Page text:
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"We were playing with leaves shaped like butterflies"

by David Holzel


We were playing with leaves shaped like butterflies. Connie said they looked like butterflies. I watched her catch a leaf the color of ketchup. She held it up to me for inspection and added it to our pile. I was zipped tight into my coat, my hands bound by mittens, and could only chase the leaves. When the wind drove them around in a mad circle I ran with them, shouting for them to come back as the twister grew large and then came to rest. But Connie seemed to pick them out of the air.


Her hands were red from cold. "I need my bare fingers," she said. So I pulled off my mittens so I would have bare fingers, too. I tried to see the butterfly in the leaf.


"Look, my butterfly is yellow." Connie held up single leaf. "It's spring now."


The sky was turning dark as the attic. The wind rose again. "I'm cold," I said. The advancing gloom was as hard to pierce as the sharp air.


"You can't be cold. It's spring." Connie had pulled the sleeves of her coat over her hands. The yellow leaf stuck out from one sleeve. She suddenly let it go and it flew to me and brushed my face. Connie laughed. I scooped a handful of leaves and threw them at her. They rained down on her hood and caught along her neck. I took off. Connie chased me with a red ball of leaves in her fist, but when she heaved it at me, the ball released and the leaves went their own ways.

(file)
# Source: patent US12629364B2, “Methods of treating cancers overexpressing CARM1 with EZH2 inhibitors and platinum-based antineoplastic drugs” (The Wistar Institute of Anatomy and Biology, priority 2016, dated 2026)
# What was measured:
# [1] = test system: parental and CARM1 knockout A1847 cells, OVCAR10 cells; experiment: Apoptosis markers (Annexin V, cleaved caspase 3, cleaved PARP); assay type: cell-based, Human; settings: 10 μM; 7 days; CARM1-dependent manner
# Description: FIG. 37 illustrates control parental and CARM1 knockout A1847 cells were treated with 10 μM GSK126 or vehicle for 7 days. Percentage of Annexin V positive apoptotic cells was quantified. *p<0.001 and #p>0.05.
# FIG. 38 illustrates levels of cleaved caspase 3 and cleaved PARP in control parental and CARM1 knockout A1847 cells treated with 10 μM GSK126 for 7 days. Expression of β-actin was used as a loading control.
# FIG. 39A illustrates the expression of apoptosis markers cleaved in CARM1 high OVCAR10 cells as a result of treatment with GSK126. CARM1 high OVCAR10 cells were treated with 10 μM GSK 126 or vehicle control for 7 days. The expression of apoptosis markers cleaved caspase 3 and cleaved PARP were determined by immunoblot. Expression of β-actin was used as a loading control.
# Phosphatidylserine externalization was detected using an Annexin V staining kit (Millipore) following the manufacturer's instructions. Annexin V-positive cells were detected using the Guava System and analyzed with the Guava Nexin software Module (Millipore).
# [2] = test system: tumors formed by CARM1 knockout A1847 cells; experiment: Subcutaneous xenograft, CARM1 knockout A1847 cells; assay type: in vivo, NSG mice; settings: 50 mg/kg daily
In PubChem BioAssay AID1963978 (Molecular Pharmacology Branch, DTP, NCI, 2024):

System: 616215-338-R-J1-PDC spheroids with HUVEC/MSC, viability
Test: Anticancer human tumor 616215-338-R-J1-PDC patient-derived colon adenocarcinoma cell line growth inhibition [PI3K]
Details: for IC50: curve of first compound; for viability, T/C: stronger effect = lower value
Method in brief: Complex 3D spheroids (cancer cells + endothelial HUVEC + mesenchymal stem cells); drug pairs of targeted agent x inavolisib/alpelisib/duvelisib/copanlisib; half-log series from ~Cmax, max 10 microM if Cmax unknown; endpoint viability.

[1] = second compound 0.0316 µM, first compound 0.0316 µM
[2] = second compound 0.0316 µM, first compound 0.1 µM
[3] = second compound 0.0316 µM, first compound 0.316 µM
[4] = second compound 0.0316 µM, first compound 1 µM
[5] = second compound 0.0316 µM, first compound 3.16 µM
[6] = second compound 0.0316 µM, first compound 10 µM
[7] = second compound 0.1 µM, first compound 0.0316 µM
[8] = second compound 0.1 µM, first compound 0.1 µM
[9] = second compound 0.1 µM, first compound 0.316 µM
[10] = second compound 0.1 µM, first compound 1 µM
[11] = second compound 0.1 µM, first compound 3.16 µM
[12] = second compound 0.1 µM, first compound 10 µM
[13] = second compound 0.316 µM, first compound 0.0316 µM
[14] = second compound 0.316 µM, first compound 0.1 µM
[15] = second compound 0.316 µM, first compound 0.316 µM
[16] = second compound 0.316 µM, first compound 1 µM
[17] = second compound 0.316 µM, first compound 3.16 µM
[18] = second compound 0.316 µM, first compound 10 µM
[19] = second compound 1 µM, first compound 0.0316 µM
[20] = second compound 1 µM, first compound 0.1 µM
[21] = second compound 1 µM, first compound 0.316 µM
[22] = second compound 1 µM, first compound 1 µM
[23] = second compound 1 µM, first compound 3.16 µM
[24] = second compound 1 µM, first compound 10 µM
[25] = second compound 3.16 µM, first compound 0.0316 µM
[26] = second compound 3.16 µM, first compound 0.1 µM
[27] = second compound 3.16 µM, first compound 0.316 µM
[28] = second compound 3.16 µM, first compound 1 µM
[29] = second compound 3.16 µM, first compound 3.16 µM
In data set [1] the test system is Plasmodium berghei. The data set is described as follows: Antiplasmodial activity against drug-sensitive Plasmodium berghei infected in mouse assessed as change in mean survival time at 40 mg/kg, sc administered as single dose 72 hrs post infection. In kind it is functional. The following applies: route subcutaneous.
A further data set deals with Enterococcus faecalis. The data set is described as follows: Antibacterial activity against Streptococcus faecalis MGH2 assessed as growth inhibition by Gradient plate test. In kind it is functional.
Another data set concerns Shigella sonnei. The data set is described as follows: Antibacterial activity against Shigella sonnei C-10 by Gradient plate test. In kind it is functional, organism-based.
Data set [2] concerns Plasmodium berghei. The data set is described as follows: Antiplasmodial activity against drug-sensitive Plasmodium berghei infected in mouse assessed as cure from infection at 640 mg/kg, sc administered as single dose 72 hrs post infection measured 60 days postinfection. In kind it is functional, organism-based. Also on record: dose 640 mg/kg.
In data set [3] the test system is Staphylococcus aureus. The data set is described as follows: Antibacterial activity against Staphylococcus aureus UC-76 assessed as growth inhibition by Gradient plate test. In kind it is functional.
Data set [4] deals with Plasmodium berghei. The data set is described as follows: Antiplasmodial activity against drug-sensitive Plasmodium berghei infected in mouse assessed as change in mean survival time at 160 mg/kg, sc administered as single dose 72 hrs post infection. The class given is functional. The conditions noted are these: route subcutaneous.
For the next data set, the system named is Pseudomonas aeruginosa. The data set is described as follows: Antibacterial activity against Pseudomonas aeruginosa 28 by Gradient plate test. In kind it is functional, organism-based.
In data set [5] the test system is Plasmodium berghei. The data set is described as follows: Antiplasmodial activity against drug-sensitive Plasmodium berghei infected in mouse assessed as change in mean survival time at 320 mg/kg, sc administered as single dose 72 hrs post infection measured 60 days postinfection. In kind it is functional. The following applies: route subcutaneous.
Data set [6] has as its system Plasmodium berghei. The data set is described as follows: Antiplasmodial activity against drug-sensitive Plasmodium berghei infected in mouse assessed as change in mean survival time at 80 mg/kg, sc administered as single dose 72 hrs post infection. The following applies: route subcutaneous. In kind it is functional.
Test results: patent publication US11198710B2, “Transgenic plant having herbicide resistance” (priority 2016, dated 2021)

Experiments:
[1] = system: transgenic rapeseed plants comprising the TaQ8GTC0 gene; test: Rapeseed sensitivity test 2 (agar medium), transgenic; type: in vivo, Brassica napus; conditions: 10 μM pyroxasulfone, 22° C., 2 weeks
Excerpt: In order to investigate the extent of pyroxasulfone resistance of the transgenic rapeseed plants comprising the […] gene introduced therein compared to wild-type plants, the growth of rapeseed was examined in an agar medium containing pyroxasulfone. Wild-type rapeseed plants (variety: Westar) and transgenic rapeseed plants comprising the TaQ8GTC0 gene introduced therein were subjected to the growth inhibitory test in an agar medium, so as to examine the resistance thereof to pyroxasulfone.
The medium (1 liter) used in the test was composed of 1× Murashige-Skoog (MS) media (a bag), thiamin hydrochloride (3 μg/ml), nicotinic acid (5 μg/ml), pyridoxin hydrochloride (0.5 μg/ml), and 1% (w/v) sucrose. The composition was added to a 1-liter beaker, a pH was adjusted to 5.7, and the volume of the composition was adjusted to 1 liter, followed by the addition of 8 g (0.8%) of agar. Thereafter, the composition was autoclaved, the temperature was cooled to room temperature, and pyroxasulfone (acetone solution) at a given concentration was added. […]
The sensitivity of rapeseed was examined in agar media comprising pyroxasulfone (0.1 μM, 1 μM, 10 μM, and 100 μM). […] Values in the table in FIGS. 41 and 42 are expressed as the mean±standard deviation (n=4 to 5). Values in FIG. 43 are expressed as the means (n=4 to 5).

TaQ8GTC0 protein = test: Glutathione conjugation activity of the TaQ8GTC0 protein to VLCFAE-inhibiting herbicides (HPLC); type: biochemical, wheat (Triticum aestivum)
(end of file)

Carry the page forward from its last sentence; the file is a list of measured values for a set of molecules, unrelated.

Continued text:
Another gust of wind scratched my face, and what was left of our pile whipped into the air and scattered. On the corner the street light flickered on. From the dusk Connie's mother called her to supper. As Connie crossed the street and began to fade away I heard her motherís voice again: "Whatís happened to your mittens?"



© Copyright 2000-2003 by David Holzel


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